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Rate shopping is the process of comparing interest rates and other terms from different lenders when seeking a loan or credit card, with the goal of obtaining the most affordable terms. Shopping for the lowest rates can result in significant savings over the life of a loan or card account. If you're not careful, however, rate shopping also could needlessly hurt your credit scores. Here's an overview of how to shop for the best rate without unnecessary score disruption.
What Is Rate Shopping?
Rate shopping typically involves reviewing loan offers from multiple lenders to compare the interest rates and fees they are willing to provide.
Comparing rates before agreeing to a loan can help you get the best rates and terms. While it might seem like you'll find similar loans across all lenders, that's not necessarily the case. Doing your due diligence can make a difference of hundreds of dollars or more over the life of a loan.
Does Rate Shopping Affect Your Credit Score?
When you apply for a loan or credit card, the lender typically performs a credit check, seeking your credit report from at least one of the national credit bureaus (Experian, TransUnion or Equifax) and obtaining your credit scores based on one or more of these reports. Credit checks connected with credit applications are logged on credit reports as hard inquiries, which can lower credit scores slightly.
Credit score reductions connected with hard inquiries are usually small and temporary—scores typically recover within a few months if you keep up with your bills. But multiple hard inquiries for different types of credit within a short time can have a cumulative effect, leading to larger score drops.
How to Protect Your Credit While Rate Shopping
Credit scoring systems such as the FICO® Score☉ and VantageScore® have built-in accommodations for rate shopping on installment loans such as mortgages, car loans and student loans. They treat inquiries related to multiple loan applications as a single event, as long as all applications are for the same loan amount and are submitted within a specified time window.
- The FICO® Score window is a 14- to 45-day period depending on which version is used to calculate the score (stick with two weeks to be safe since you likely won't know which FICO® Score version the lender uses).
- VantageScore uses a rolling two-week window: If successive applications are submitted within two weeks of the previous one, the effect they have on your score will be equivalent to a single inquiry.
Consider Prequalifying for Credit Cards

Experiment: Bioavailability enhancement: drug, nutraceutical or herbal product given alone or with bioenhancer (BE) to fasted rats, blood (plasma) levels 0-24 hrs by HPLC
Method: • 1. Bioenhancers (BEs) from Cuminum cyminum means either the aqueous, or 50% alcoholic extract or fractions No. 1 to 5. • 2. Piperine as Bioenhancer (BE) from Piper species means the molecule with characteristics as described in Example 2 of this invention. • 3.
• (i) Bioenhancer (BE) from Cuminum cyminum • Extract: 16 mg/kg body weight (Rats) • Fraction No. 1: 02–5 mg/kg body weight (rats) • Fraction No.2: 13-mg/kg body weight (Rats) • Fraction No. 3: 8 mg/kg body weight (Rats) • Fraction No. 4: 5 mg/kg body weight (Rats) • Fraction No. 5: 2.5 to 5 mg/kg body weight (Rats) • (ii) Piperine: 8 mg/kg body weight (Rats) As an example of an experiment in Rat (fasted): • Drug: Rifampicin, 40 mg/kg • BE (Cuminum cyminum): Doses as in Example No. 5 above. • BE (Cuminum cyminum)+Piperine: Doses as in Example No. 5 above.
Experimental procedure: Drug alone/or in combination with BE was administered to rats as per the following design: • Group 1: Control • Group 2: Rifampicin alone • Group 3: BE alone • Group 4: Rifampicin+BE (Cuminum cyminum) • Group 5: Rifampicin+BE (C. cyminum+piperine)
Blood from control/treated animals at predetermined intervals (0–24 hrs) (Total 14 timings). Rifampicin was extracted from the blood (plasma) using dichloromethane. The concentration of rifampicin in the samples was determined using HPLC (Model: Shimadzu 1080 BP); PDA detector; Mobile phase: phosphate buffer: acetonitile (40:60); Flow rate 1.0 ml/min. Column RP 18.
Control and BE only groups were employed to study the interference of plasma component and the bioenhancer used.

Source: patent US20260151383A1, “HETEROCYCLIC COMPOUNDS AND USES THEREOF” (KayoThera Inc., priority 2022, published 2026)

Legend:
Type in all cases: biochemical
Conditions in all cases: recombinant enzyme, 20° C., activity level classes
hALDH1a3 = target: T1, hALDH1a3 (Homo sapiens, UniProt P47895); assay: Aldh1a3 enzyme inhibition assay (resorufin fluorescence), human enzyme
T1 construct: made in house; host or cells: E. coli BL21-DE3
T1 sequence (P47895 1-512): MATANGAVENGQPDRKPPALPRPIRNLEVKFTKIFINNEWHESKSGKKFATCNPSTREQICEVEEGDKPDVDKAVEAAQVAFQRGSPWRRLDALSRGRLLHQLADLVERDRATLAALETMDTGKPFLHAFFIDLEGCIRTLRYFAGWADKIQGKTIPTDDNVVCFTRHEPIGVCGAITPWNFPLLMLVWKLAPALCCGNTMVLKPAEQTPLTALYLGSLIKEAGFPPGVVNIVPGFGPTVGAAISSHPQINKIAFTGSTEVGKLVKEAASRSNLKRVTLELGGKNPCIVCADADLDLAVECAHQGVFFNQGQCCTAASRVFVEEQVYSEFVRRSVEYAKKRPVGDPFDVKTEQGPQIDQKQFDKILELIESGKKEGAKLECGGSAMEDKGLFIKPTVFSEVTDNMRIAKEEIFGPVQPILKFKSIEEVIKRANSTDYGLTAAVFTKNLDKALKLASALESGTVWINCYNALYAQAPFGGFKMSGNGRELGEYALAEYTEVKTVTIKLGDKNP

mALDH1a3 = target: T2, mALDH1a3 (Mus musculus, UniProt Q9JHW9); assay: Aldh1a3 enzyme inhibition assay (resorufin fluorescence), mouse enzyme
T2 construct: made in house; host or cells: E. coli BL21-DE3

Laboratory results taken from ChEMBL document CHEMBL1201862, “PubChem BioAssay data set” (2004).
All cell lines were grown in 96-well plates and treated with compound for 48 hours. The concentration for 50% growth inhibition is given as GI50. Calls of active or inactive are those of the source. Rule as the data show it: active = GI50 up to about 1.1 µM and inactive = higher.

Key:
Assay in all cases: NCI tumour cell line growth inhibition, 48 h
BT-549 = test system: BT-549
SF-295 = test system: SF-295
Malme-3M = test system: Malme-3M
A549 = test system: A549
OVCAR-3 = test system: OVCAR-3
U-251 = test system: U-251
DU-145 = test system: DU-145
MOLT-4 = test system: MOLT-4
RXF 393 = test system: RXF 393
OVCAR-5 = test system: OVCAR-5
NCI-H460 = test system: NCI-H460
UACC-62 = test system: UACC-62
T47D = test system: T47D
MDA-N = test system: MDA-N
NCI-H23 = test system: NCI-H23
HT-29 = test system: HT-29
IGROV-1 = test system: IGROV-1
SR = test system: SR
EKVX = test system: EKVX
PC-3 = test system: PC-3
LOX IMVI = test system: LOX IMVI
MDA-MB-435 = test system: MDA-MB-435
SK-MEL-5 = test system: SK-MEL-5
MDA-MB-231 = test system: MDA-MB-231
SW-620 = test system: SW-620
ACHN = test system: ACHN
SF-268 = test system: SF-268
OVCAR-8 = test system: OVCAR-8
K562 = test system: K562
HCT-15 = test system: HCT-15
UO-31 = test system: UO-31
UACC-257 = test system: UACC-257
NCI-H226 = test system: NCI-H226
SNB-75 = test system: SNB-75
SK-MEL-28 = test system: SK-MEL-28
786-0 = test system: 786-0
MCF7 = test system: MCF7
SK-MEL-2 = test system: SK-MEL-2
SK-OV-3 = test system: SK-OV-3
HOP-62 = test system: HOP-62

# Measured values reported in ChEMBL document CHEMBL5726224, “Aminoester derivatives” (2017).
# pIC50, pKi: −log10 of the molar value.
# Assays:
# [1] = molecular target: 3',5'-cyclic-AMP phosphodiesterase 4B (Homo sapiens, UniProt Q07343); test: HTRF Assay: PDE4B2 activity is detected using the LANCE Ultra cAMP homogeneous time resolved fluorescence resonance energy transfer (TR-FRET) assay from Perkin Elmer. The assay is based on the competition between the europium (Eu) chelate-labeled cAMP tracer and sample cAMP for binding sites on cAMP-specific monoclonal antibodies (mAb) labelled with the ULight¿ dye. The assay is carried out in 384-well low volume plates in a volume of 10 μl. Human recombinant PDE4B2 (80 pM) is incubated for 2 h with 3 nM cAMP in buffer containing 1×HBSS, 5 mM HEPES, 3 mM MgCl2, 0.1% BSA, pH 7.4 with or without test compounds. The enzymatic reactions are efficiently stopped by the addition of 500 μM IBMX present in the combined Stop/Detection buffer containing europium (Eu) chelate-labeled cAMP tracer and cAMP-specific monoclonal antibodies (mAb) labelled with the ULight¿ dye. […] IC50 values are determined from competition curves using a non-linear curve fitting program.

Importantly, FICO and VantageScore do not apply the same combining treatment to inquiries related to credit card applications. Nevertheless, you can and should still rate shop when considering credit cards by taking advantage of prequalification. An option available from many card issuers, prequalification provides you with an estimate of the borrowing limit and interest rate you'd get if you formally applied for a card.
Credit card prequalification typically takes only a few minutes and does not result in a hard inquiry, so it won't impact your credit scores. Many credit card issuers have prequalification tools on their websites, and a number of web-based services, such as Experian CreditMatch™, can prequalify you for multiple card offers at once. You may even receive credit card prequalification offers in the mail.
Once you've gathered rates and terms from several lenders or credit card issuers, choose the estimate that looks best and submit a formal application for that loan or credit card. Doing so will result in a hard inquiry and may lead to an offer that differs somewhat from the estimate. If the terms are to your liking, you can take the offer; if you'd like to try for better terms from another lender, go for it. While it will likely mean another hard inquiry, the benefit of finding the right rate will likely outweigh any minor, temporary damage to your credit scores.
The Bottom Line
Shopping for the best interest rates and terms from multiple lenders can help you spot the most competitive credit offers and land the best borrowing terms you can get. Make sure you understand the potential impact on your credit score and consider using Experian CreditMatch™ tools for prequalifying for multiple credit cards or personal loans in one step.